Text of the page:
Saturday, January 14, 2023

Mira variables

R Aquilae is a variable star visible in the constellation of Aquila 780 light-years away from Earth. At its maximum brightness, the star has an apparent magnitude of +5.8 and it is at the limit of visibility with the naked eye. At minimum, the star has an apparent magnitude of +12.0.

R Aquilae is classified as a Mira variable. This class of stars are red giants in the last stages of their life that within a few million years will eject their surface layers into space, forming planetary nebulae and becoming white dwarfs.

The Mira variables are pulsating stars: the entire star contracts and expands. This involves a variation in the radius and surface temperature and consequently in the brightness of the star.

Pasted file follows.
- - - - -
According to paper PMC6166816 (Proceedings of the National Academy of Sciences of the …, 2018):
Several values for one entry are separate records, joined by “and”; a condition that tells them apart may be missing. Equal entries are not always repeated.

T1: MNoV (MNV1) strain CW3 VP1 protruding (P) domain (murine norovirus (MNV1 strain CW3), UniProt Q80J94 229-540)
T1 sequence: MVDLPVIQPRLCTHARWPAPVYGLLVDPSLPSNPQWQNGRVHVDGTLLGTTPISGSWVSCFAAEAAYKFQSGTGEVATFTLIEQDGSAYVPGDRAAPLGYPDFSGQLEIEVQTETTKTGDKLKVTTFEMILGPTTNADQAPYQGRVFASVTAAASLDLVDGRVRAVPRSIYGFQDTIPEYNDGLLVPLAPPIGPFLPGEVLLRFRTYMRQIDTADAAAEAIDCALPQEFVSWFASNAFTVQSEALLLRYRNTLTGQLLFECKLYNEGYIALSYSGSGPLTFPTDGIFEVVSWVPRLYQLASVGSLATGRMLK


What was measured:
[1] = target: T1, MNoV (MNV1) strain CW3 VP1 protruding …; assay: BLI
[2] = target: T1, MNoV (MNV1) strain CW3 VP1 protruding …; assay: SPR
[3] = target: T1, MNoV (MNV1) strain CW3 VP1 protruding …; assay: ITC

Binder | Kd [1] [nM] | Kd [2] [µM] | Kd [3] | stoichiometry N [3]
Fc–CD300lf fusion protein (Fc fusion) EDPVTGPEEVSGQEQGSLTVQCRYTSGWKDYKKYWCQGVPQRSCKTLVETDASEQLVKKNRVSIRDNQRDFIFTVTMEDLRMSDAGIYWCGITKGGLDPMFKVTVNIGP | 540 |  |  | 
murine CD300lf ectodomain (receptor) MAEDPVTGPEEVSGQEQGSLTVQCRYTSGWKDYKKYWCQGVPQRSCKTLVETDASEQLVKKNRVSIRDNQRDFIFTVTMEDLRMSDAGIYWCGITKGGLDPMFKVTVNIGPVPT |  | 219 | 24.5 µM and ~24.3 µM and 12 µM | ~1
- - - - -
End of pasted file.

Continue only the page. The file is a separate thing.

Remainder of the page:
R Aquilae on average has a diameter 25% greater than the solar one and is more than 3000 times brighter than our star.

The pulsations of the Mira variables occur on a time scale greater than 100 days. Usually the pulsation period is constant, but in some stars the period is variable.

R Aquilae is an example of the latter subclass. In fact, when it was discovered in 1915, its magnitude varied cyclically over a period of 320 days. Its period has now been reduced to 264 days. It is not yet clear what this additional effect is due to, but it is believed that it may be related in some way to inhomogeneities in the distribution of hydrogen fusion reactions inside the star's core.

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